Production TeamEdit


American adaptationsEdit

In 1965, American film producer Roger Corman gained access to the Soviet film footage[2][3] and hired film student Curtis Harrington to prepare it for an American release. Harrington added several American-made scenes starring Basil Rathbone and Faith Domergue, which replaced scenes of two of the Russian cast, and dubbed the dialogue to English. The resulting film, re-titled Voyage to the Prehistoric Planet, went directly to television from American International Pictures. In the cast and credits, the Russian actors’ names were replaced with fake non-Russian names; for example, the famous Russian actor Georgiy Zhzhonov was credited as "Kurt Boden".[1]

In 1968 American film director Peter Bogdanovich (under the name Derek Thomas) was hired by Corman to create a 2nd, different American version, re-titled to Voyage to the Planet of Prehistoric Women, to which was added new scenes with American actress Mamie Van Doren and several other attractive women as venusians (wearing shell brassieres). Also included were some minor scenes from another Russian SF film, Mikhail Karyukov's Nebo Zovyot. This 2nd Americanized version is essentially the same as Corman's first version, but retold with a parallel viewpoint of the telepathic Venusian women, whose god (a large pterosaur-like flying creature) is killed by the Earth men, and includes an ending with an ironic twist -the Venusian women find a new god to worship- the now eroded and non-functional robot John. Corman's 2nd version may have had some limited theatrical release on the drive-in circuits in the American south, but primarily became a "TV movie" through American International Television.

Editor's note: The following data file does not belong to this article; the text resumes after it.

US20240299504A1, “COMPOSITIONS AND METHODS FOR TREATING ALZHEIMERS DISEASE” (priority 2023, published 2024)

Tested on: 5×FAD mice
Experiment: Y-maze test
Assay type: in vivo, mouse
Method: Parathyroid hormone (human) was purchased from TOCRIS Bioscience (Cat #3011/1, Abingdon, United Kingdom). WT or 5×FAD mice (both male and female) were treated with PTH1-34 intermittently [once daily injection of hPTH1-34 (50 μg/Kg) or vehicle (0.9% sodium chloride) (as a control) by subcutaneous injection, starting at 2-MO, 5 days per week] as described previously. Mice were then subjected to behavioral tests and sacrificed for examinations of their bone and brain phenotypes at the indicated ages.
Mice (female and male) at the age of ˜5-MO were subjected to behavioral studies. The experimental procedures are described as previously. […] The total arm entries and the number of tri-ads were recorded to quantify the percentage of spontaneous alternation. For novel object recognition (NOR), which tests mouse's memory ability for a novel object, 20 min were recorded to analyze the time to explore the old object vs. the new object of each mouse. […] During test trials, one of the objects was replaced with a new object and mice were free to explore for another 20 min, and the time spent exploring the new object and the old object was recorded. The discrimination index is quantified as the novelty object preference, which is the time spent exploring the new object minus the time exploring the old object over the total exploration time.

In a retrospective on Soviet science fiction film, British director Alex Cox remarked that "in its final minutes, Planet of Storms takes an extraordinary turn. ... I shall not spoil the secret, but it's worth the wait."[4]


  1. ^ 1964 USSR freestyle wrestling champion.


  1. ^ a b c Евгений Харитонов. Космическая одиссея Павла Клушанцева
  2. ^ Meehan, Paul (1998). A UFOlogical History of the Cinema (illustrated ed.). Southampton: Scarecrow Press. ISBN 9780810835733.
  3. ^ Miller, Thomas Kent (2016). Mars in the Movies: A History (illustrated ed.). McFarland: Scarecrow Press. ISBN 9780786499144.
  4. ^ Cox, Alex (June 30, 2011). "Rockets from Russia: great Eastern Bloc science-fiction films". The Guardian. Guardian Media Group. Retrieved August 22, 2016. CS1 maint: discouraged parameter (link)

External linksEdit